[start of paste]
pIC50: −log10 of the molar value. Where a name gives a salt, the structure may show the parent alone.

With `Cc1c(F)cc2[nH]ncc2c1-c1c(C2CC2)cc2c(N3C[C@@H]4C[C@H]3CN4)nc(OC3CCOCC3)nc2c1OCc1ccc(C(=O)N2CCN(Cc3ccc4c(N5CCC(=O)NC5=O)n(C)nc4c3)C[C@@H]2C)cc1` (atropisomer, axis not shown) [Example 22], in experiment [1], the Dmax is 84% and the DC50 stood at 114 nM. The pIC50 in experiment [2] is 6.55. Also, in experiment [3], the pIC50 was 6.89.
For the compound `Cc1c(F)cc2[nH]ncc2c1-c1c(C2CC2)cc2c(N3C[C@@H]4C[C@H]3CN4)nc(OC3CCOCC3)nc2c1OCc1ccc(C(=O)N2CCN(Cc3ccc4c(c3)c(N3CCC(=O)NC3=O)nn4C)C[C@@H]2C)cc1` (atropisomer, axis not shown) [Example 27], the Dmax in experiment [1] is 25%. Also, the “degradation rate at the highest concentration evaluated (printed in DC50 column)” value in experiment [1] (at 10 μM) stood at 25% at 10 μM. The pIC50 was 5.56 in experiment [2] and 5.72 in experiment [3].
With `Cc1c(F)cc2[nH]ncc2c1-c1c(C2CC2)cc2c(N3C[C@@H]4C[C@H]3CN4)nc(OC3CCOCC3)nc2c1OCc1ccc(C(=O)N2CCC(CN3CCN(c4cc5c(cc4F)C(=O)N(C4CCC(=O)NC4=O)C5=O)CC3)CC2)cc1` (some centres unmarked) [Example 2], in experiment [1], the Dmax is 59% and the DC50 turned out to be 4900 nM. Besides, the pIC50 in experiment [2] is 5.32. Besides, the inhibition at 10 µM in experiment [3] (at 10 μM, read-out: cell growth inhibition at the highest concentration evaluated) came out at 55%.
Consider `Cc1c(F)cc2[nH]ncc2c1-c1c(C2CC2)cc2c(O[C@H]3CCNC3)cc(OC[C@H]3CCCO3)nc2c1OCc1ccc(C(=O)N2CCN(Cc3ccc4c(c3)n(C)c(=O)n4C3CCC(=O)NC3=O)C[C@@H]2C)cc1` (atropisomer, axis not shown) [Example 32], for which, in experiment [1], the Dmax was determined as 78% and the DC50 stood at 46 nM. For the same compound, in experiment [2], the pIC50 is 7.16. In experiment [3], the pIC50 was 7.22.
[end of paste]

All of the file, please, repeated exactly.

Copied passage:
pIC50: −log10 of the molar value. Where a name gives a salt, the structure may show the parent alone.

With `Cc1c(F)cc2[nH]ncc2c1-c1c(C2CC2)cc2c(N3C[C@@H]4C[C@H]3CN4)nc(OC3CCOCC3)nc2c1OCc1ccc(C(=O)N2CCN(Cc3ccc4c(N5CCC(=O)NC5=O)n(C)nc4c3)C[C@@H]2C)cc1` (atropisomer, axis not shown) [Example 22], in experiment [1], the Dmax is 84% and the DC50 stood at 114 nM. The pIC50 in experiment [2] is 6.55. Also, in experiment [3], the pIC50 was 6.89.
For the compound `Cc1c(F)cc2[nH]ncc2c1-c1c(C2CC2)cc2c(N3C[C@@H]4C[C@H]3CN4)nc(OC3CCOCC3)nc2c1OCc1ccc(C(=O)N2CCN(Cc3ccc4c(c3)c(N3CCC(=O)NC3=O)nn4C)C[C@@H]2C)cc1` (atropisomer, axis not shown) [Example 27], the Dmax in experiment [1] is 25%. Also, the “degradation rate at the highest concentration evaluated (printed in DC50 column)” value in experiment [1] (at 10 μM) stood at 25% at 10 μM. The pIC50 was 5.56 in experiment [2] and 5.72 in experiment [3].
With `Cc1c(F)cc2[nH]ncc2c1-c1c(C2CC2)cc2c(N3C[C@@H]4C[C@H]3CN4)nc(OC3CCOCC3)nc2c1OCc1ccc(C(=O)N2CCC(CN3CCN(c4cc5c(cc4F)C(=O)N(C4CCC(=O)NC4=O)C5=O)CC3)CC2)cc1` (some centres unmarked) [Example 2], in experiment [1], the Dmax is 59% and the DC50 turned out to be 4900 nM. Besides, the pIC50 in experiment [2] is 5.32. Besides, the inhibition at 10 µM in experiment [3] (at 10 μM, read-out: cell growth inhibition at the highest concentration evaluated) came out at 55%.
Consider `Cc1c(F)cc2[nH]ncc2c1-c1c(C2CC2)cc2c(O[C@H]3CCNC3)cc(OC[C@H]3CCCO3)nc2c1OCc1ccc(C(=O)N2CCN(Cc3ccc4c(c3)n(C)c(=O)n4C3CCC(=O)NC3=O)C[C@@H]2C)cc1` (atropisomer, axis not shown) [Example 32], for which, in experiment [1], the Dmax was determined as 78% and the DC50 stood at 46 nM. For the same compound, in experiment [2], the pIC50 is 7.16. In experiment [3], the pIC50 was 7.22.